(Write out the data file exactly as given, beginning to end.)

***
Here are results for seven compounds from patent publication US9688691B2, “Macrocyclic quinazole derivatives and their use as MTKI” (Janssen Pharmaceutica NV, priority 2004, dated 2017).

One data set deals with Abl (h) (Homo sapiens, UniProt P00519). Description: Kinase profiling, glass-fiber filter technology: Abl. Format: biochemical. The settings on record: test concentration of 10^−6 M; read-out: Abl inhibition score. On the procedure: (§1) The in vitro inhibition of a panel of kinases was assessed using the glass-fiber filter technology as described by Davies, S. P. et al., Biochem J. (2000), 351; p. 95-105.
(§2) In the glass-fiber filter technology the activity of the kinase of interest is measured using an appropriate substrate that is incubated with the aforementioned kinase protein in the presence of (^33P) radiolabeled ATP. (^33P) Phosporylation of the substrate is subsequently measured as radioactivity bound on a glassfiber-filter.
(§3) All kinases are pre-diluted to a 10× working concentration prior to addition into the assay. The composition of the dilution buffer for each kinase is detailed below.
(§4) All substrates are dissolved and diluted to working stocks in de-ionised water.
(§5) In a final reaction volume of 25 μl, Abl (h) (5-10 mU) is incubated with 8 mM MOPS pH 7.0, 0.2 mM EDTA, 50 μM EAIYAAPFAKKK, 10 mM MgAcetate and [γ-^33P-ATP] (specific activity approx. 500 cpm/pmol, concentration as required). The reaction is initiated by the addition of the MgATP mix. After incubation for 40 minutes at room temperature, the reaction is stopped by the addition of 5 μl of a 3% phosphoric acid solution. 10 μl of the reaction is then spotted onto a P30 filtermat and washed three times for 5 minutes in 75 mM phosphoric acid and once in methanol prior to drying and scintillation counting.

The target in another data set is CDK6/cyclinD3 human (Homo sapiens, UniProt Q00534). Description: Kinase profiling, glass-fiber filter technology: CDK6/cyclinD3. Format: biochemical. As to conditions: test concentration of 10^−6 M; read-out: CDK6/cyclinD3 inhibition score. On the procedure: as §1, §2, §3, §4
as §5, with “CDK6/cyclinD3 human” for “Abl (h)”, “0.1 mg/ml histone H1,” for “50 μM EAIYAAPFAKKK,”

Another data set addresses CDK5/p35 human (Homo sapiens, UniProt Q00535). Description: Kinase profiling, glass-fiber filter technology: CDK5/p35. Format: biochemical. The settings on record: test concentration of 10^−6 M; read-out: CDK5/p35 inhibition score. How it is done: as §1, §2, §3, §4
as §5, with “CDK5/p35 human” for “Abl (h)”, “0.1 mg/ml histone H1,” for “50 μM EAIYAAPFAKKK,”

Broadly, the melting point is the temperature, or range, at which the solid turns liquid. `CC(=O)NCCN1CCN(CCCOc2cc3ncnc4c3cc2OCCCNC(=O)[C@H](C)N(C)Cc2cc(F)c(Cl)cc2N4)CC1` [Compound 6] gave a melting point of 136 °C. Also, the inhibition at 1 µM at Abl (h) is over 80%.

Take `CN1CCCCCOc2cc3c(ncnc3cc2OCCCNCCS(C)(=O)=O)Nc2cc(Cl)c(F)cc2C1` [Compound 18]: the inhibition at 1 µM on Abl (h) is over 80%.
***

Here are results for seven compounds from patent publication US9688691B2, “Macrocyclic quinazole derivatives and their use as MTKI” (Janssen Pharmaceutica NV, priority 2004, dated 2017).

One data set deals with Abl (h) (Homo sapiens, UniProt P00519). Description: Kinase profiling, glass-fiber filter technology: Abl. Format: biochemical. The settings on record: test concentration of 10^−6 M; read-out: Abl inhibition score. On the procedure: (§1) The in vitro inhibition of a panel of kinases was assessed using the glass-fiber filter technology as described by Davies, S. P. et al., Biochem J. (2000), 351; p. 95-105.
(§2) In the glass-fiber filter technology the activity of the kinase of interest is measured using an appropriate substrate that is incubated with the aforementioned kinase protein in the presence of (^33P) radiolabeled ATP. (^33P) Phosporylation of the substrate is subsequently measured as radioactivity bound on a glassfiber-filter.
(§3) All kinases are pre-diluted to a 10× working concentration prior to addition into the assay. The composition of the dilution buffer for each kinase is detailed below.
(§4) All substrates are dissolved and diluted to working stocks in de-ionised water.
(§5) In a final reaction volume of 25 μl, Abl (h) (5-10 mU) is incubated with 8 mM MOPS pH 7.0, 0.2 mM EDTA, 50 μM EAIYAAPFAKKK, 10 mM MgAcetate and [γ-^33P-ATP] (specific activity approx. 500 cpm/pmol, concentration as required). The reaction is initiated by the addition of the MgATP mix. After incubation for 40 minutes at room temperature, the reaction is stopped by the addition of 5 μl of a 3% phosphoric acid solution. 10 μl of the reaction is then spotted onto a P30 filtermat and washed three times for 5 minutes in 75 mM phosphoric acid and once in methanol prior to drying and scintillation counting.

The target in another data set is CDK6/cyclinD3 human (Homo sapiens, UniProt Q00534). Description: Kinase profiling, glass-fiber filter technology: CDK6/cyclinD3. Format: biochemical. As to conditions: test concentration of 10^−6 M; read-out: CDK6/cyclinD3 inhibition score. On the procedure: as §1, §2, §3, §4
as §5, with “CDK6/cyclinD3 human” for “Abl (h)”, “0.1 mg/ml histone H1,” for “50 μM EAIYAAPFAKKK,”

Another data set addresses CDK5/p35 human (Homo sapiens, UniProt Q00535). Description: Kinase profiling, glass-fiber filter technology: CDK5/p35. Format: biochemical. The settings on record: test concentration of 10^−6 M; read-out: CDK5/p35 inhibition score. How it is done: as §1, §2, §3, §4
as §5, with “CDK5/p35 human” for “Abl (h)”, “0.1 mg/ml histone H1,” for “50 μM EAIYAAPFAKKK,”

Broadly, the melting point is the temperature, or range, at which the solid turns liquid. `CC(=O)NCCN1CCN(CCCOc2cc3ncnc4c3cc2OCCCNC(=O)[C@H](C)N(C)Cc2cc(F)c(Cl)cc2N4)CC1` [Compound 6] gave a melting point of 136 °C. Also, the inhibition at 1 µM at Abl (h) is over 80%.

Take `CN1CCCCCOc2cc3c(ncnc3cc2OCCCNCCS(C)(=O)=O)Nc2cc(Cl)c(F)cc2C1` [Compound 18]: the inhibition at 1 µM on Abl (h) is over 80%.